The Freelancing Diaries is a series documenting my venture into becoming a freelance writer. This is part two in the series. I am not offering advice, just sharing my personal experience. You can read part one here.
Since my last post, I’ve finished up at my old job and have been setting myself up to work for myself. I’ve bee researching, attending courses and getting everything ready for my kick off!
The last time I looked at how businesses operate was in GCSE Business Studies over 10 years ago! Thankfully, my time in tech has given me some decent googling skills to help me navigate this journey!
From the basic info on the government website (and my B in Business Studies), I know there are three main types of company in the UK. Sole Trader, Limited Company, or Partnership. As a one woman band, I’m nowhere near being considered a Partnership, so that left me two options.
Sole Trader or Limited Company?
As a one person company, setting up as a sole trader seems like the obvious and quite frankly the easiest option, but there are considerations including tax and liability that need to be assessed before diving in.
Sole Traders have unlimited liability on their company. What that means is, if my company were to go into debt, my personal assets and I wouldn’t be seen as a separate entity to my business. We would be one and the same. Whereas in a Limited Company, my personal assets couldn’t be counted as business collateral. If I went under, I’d only lose what I put into the business. This is important if I’m investing a lot of money and purchasing product to resell. On the other hand, it also means that as a sole trader, my business profits are mine personally, making accounting a little easier at the start. The money I make is mine. Since I am offering services only at the moment, the Sole Trader option seems a better fit in these terms.
Setting up a Limited Company comes with more paperwork, not just at the beginning but each year when individual tax returns need to be filed for both business and director. There are also added responsibilities in the form of the Directors Fiduciary Responsibilities. I’d likely have to hire an accountant and my finances would be publicly available in an annual return I’d need to file. Since I’m just starting out, I’m not sure I need the hassle of this just yet.
In terms of tax however, being a Limited Company makes much more fiscal sense. Rather than paying income tax on earnings, you’re paying corporation tax. On top of this, there are additional allowances and costs that are tax-deductible. These benefits can make the company more profitable. As it stands, this isn’t a concern for me until I start trading and figure out exactly what I will be earning.
So to sum up, a Sole Trader is the best option for me in spite of the tax implications, due to the lower paperwork and risk. In future, I can incorporate as a Limited Company but not before a time when the advantages outweigh the disadvantages!
When did I start trading?
Next, I need to figure out/decide when I started trading. I’ve been sending out pitches to magazines and websites casually for a while but I’ve not actually had any trade. Does that mean I still count as a trading business?
The short answer is yes.
Since I’ve been putting my name out and trying to get some work since December 2020, this means I started trading then. In business terms, you’re classed as trading when you’re actively seeking clients or work. I wasn’t aware of this at the time but thankfully, the implications of this are minimal for me.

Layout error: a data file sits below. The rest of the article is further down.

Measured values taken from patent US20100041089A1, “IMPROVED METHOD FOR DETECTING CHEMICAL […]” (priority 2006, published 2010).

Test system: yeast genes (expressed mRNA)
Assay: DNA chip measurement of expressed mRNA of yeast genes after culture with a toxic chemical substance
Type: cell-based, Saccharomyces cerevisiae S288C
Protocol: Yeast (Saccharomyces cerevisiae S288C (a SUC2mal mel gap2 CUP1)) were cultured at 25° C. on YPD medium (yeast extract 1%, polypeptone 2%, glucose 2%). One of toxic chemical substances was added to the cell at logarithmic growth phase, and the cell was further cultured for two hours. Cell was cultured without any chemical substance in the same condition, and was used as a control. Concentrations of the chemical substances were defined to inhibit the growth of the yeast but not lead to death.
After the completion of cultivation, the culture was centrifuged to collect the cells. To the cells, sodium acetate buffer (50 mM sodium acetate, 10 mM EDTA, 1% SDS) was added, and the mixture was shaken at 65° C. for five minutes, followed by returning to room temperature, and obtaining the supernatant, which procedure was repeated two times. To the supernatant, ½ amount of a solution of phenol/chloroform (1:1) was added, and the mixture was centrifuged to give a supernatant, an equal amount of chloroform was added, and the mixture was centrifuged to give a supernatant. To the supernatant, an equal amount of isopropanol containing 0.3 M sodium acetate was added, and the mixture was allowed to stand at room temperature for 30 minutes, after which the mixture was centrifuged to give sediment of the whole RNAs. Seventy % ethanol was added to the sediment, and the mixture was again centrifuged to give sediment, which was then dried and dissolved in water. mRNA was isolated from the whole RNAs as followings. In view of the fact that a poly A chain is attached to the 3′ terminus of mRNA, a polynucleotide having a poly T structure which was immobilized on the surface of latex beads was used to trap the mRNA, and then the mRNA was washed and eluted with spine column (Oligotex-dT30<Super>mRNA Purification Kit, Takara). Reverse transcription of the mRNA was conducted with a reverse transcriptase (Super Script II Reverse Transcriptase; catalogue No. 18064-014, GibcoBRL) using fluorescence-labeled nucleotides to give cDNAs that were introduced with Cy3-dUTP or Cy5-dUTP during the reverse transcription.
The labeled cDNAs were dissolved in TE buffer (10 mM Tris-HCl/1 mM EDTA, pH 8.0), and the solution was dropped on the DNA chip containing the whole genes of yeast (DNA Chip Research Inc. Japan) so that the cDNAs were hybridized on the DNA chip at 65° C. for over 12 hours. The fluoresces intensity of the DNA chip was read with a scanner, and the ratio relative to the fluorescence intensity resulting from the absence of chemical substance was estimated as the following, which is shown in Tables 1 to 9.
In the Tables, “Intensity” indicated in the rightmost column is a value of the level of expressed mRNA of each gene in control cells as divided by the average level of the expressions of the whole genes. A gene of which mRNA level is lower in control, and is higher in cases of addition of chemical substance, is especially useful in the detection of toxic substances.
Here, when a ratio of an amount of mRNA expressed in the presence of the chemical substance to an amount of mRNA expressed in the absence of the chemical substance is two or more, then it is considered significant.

As there was no income from this and it shouldn’t count towards my yearly allowance for that year. Though it does mean I will have to complete a tax return for the tax year 2020-2021.
Next was the website.
I’m familiar with WordPress having spent the last 4 years (wow!) on this blog, along with assisting other businesses with it in past jobs. So I purchased my domain name and got to work building.
I’ve spent some time (read: too much time) setting up and redoing my ‘business website’. On this site, I wanted to provide a platform to demonstrate my best work, as well as showing pricing and services for what I can offer.
As I have little experience in Travel Writing, I’ve been trying to diversify my niches to ensure I don’t pigeon hole myself too quickly. I’ve got experience writing CVs and press releases for friends as well as travel blog posts for myself and local magazines, so I wanted to get that out there.
The end result was a website that read more like a professional content writer instead of a Travel Writer. Although I liked the site, it wasn’t me and it wasn’t what I wanted my business to be.
I went through it taking the corporate edge off and I think I’m finally happy with it.
Your website is your brand and it represents you and your business. It is important it reflects you and your work accurately to attract the right kind of clients.
I will be forever tweaking it until I am sure it is the right fit for me, but in its current form, it is available here: www.megan-carmichael.com
Advice from others
Finally, the most important part of this is SPEAK TO OTHER PEOPLE!
It’s very likely you know someone in your life who has their own business or has some knowledge in the field. Speak to them as they have 100% been through the same thing and asked the same questions. If you don’t know anyone, reach out to forums or network in your new industry and ask advice there.
I’m quite lucky in that my dad is an accountant so I have a lot of free advice at my fingertips. Some of my closest friends run their own very successful businesses and I have them to lean on when I have questions about VAT or incorporation. Reach out to your network and ask the questions.
What was your experience setting up a business? Are you thinking of starting one soon? Let me know what you think or if there is anything you’d do different.
Next in the series: Accounting